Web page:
Jump to content
  • Advertisement
Sign in to follow this  
mv348

[SOLVED] Rendering models still too slow - advice?

This topic is 2219 days old which is more than the 365 day threshold we allow for new replies. Please post a new topic.

If you intended to correct an error in the post then please contact us.

Recommended Posts

So I'm working with the FBX model format, which is a bear. I've spent the past few weeks learning about and writing shaders to move vertex deformaiton to the CPU. Made signfificant improvement in rendering time, but mesh rendering (all done with vbo and shader, via a call to glDrawElements(...) ) takes about 5 milliseconds to render (not counting, per frame updates on bone matrices and whatnot). The model has 1368 vertices, but since attributes are stored per polygon vertex, (and each polygon is a triangle) there are 1368*3 = 4104 sets of vertex attributes, rendered via indexing.

Considering that there's only 20 millisecond per frame to run at 50 fps that seems a bit much.

My application is a win32 application written in C++ using Visual Studio 2010.

Here is some info about my hardware:

System info:


Laptop: Dell XPS L511Z
Processor:
Intel® Core™
i5-2410M CPU @
2.30 Ghz 2.30Ghz
Installed Memory (RAM) 6.00 GB.
System type: 64 bit operating system.
Operating system: Windows 7.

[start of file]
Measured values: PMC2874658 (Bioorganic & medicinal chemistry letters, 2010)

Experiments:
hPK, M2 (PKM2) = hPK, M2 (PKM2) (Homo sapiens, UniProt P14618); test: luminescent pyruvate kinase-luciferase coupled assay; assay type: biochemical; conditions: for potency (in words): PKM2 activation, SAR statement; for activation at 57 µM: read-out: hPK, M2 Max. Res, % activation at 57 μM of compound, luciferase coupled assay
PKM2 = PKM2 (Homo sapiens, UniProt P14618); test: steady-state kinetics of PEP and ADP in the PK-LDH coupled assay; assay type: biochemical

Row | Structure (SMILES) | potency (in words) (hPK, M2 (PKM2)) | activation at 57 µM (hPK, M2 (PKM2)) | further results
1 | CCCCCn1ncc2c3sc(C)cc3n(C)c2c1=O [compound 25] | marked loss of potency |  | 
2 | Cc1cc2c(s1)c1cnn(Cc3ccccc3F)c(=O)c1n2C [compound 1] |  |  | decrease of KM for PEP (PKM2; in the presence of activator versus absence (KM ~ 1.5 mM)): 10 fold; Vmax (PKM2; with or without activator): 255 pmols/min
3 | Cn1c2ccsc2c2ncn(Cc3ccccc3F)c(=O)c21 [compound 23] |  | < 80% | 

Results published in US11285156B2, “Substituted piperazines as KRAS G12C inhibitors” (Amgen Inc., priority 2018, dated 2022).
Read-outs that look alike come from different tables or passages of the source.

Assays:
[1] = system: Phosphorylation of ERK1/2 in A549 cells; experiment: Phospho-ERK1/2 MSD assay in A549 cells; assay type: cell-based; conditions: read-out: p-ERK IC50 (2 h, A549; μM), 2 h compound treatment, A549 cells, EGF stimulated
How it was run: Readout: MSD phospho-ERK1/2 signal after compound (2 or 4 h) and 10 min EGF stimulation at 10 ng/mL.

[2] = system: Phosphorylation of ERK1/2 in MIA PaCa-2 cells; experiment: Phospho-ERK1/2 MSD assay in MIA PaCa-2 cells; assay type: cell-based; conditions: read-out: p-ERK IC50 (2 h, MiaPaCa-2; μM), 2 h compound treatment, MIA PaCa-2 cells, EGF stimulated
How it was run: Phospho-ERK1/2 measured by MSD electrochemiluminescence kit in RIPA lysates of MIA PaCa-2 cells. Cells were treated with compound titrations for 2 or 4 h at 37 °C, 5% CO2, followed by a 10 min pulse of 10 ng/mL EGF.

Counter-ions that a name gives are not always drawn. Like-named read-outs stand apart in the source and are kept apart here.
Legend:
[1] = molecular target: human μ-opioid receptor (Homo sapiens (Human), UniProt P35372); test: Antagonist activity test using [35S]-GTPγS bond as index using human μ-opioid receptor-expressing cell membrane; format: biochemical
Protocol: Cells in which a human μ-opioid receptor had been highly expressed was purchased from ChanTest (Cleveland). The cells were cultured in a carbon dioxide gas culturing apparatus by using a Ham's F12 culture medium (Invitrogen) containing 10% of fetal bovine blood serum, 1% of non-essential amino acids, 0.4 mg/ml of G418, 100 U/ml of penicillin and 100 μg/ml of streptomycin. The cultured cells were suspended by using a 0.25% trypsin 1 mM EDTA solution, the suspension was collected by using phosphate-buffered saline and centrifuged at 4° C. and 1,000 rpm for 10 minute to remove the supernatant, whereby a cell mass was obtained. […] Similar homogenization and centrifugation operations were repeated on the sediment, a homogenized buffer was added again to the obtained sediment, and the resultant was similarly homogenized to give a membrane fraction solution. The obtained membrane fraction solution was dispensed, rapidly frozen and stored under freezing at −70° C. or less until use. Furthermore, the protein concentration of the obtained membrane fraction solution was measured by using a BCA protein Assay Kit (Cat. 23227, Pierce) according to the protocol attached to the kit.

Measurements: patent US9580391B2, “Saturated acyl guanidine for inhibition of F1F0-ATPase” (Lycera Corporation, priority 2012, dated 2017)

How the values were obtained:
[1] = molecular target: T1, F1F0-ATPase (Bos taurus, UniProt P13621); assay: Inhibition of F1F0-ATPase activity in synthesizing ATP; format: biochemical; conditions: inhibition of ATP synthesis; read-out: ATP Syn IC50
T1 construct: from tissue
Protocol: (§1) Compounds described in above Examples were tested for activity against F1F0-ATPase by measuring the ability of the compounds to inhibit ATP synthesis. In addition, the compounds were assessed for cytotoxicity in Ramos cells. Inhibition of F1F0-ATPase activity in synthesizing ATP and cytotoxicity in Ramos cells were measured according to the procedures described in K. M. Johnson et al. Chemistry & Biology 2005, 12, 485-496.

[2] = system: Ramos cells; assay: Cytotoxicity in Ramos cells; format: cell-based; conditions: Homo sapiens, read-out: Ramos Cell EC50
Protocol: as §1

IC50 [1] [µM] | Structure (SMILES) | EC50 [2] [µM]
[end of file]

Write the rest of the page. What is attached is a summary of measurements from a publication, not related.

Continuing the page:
[/quote]

Graphics card:

Card type: Nvidia GeForce GT 525M
Driver Version: 285.77
DirectX support: 11
CUDA Cores: 96
Graphics clock: 600 Mhz
Processor clock:: 1200 Mhz
Memory clock: 900 Mhz (1800 Mhz data rate)
Memoryinterface: 128 bit
Total available graphics memory: 3797 MB
Dedicated video memory: 1024 MB DDR3
System video memory: 0 MB
Shared System Memory: 2773 MB
Video BIOS version: 70.08.53.00.07
IRQ: 16
Bus: PCI Express x 16 Gen 2
[/quote]

So what can help improve my rendering speed?

Ideas I have so far are:

1. Use fullscreen mode. Can I expect a significant advantage here? I realize that currently my application is only using whatever time-slice windows is granting it to work. Would fullscreen mode eliminate this and make a significant difference?

2. For each vertex I have bone indices and weights stored as vertex attributes. My present model uses a maximum of 3 bone influences per vertex. Would I get a speed advantage out of storing these attributes in 2 vbo's of type ivec4 and vec4 instead of having 6 vbo's for these attributes?

Any more ideas or suggestions would be greatly appreciated. Edited by mv348

Share this post


Link to post
Share on other sites
Advertisement
First up: how are you measuring these costs in ms, and do you know whether the GPU or the CPU is the bottleneck? Edited by Hodgman